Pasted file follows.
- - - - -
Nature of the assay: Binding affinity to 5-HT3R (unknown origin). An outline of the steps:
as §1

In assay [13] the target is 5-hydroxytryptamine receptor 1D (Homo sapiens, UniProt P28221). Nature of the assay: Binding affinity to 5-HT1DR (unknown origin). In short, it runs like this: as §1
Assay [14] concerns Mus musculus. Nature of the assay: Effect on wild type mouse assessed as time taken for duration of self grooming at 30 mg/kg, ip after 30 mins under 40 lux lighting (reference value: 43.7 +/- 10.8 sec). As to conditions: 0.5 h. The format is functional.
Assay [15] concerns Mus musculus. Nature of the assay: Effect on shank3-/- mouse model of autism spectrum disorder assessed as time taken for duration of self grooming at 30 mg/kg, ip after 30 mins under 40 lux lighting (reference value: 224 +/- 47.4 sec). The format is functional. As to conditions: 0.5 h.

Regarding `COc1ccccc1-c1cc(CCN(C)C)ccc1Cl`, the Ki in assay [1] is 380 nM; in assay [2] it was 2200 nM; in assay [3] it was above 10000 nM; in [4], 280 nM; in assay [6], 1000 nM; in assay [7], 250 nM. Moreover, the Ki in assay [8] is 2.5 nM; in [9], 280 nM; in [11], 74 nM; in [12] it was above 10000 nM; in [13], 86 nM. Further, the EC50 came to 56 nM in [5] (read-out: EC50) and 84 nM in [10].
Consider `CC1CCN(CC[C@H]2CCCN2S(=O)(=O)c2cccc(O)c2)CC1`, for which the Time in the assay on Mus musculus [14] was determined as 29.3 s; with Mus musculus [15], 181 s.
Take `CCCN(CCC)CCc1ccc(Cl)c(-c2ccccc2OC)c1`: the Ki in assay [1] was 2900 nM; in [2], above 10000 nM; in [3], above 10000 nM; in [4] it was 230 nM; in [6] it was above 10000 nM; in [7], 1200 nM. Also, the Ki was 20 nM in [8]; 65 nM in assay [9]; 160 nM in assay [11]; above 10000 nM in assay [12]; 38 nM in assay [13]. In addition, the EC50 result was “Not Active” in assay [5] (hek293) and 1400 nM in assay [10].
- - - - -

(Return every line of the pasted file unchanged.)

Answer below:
Nature of the assay: Binding affinity to 5-HT3R (unknown origin). An outline of the steps:
as §1

In assay [13] the target is 5-hydroxytryptamine receptor 1D (Homo sapiens, UniProt P28221). Nature of the assay: Binding affinity to 5-HT1DR (unknown origin). In short, it runs like this: as §1
Assay [14] concerns Mus musculus. Nature of the assay: Effect on wild type mouse assessed as time taken for duration of self grooming at 30 mg/kg, ip after 30 mins under 40 lux lighting (reference value: 43.7 +/- 10.8 sec). As to conditions: 0.5 h. The format is functional.
Assay [15] concerns Mus musculus. Nature of the assay: Effect on shank3-/- mouse model of autism spectrum disorder assessed as time taken for duration of self grooming at 30 mg/kg, ip after 30 mins under 40 lux lighting (reference value: 224 +/- 47.4 sec). The format is functional. As to conditions: 0.5 h.

Regarding `COc1ccccc1-c1cc(CCN(C)C)ccc1Cl`, the Ki in assay [1] is 380 nM; in assay [2] it was 2200 nM; in assay [3] it was above 10000 nM; in [4], 280 nM; in assay [6], 1000 nM; in assay [7], 250 nM. Moreover, the Ki in assay [8] is 2.5 nM; in [9], 280 nM; in [11], 74 nM; in [12] it was above 10000 nM; in [13], 86 nM. Further, the EC50 came to 56 nM in [5] (read-out: EC50) and 84 nM in [10].
Consider `CC1CCN(CC[C@H]2CCCN2S(=O)(=O)c2cccc(O)c2)CC1`, for which the Time in the assay on Mus musculus [14] was determined as 29.3 s; with Mus musculus [15], 181 s.
Take `CCCN(CCC)CCc1ccc(Cl)c(-c2ccccc2OC)c1`: the Ki in assay [1] was 2900 nM; in [2], above 10000 nM; in [3], above 10000 nM; in [4] it was 230 nM; in [6] it was above 10000 nM; in [7], 1200 nM. Also, the Ki was 20 nM in [8]; 65 nM in assay [9]; 160 nM in assay [11]; above 10000 nM in assay [12]; 38 nM in assay [13]. In addition, the EC50 result was “Not Active” in assay [5] (hek293) and 1400 nM in assay [10].